Can a 3-D printed creation invoke the singular sense of reverence many of us feel when we touch, admire, and handle an object that has been skillfully made by hand?  The Amish are famous for their carpentry and quilts.  Does our future turn the task of making expertly-crafted furniture and bedding over to a machine?  Some artists believe that each piece they create holds a portion of the maker’s energy.  I am inclined to agree (comfort food made by someone who loves to cook is one example), and can’t help but wonder what sort of energy, if any, is infused into creations produced by a machine?

And regarding how this changes education, are we robbing our children of the opportunity to learn a trade, or are we simply allowing our advances to make room for new trades?  Are tech support experts, computer networking specialists, web hosting companies, etc. our modern-day carpenters, shoe makers, and tailors?  And what of the patience and self-discipline that are required for a handmade project to be completed?  How is our evolving education teaching these?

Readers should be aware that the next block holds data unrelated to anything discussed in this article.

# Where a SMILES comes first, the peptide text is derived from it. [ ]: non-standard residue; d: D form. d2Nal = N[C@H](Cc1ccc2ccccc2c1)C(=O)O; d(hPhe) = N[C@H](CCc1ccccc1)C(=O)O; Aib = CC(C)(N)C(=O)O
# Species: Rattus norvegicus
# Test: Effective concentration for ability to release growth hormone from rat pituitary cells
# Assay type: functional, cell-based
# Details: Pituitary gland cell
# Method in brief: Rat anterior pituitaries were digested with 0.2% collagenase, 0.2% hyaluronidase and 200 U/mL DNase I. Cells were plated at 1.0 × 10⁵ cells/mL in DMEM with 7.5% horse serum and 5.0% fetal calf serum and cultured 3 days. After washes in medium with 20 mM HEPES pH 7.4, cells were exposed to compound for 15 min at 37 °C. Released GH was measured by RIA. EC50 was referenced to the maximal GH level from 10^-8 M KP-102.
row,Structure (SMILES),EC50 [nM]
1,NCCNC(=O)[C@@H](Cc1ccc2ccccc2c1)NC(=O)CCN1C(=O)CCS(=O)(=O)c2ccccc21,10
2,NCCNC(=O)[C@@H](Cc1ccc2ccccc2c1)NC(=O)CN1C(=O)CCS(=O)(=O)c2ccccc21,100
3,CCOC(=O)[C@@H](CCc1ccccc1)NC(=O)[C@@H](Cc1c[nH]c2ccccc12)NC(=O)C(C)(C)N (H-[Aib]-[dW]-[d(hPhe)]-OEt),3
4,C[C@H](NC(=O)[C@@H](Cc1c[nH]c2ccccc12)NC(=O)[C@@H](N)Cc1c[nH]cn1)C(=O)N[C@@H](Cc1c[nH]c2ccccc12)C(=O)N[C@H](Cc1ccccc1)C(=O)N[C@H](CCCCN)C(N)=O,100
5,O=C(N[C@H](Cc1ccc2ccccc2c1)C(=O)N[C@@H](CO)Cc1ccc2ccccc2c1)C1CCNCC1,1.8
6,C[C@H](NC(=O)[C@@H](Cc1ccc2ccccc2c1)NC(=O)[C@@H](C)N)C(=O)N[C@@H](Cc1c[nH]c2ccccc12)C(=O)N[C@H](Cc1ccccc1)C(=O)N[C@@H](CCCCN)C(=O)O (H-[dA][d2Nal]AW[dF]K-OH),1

I think I miss my typewriter.

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4 responses

  1. Jon

    New improvements are almost always made because we aren’t satisfied with the way things are… The question that plagues my mind is are we doomed to this path that someone else chose because we will never be unsatisfied with the quality of our shoe cobbling equipment; because we don’t work with them anymore.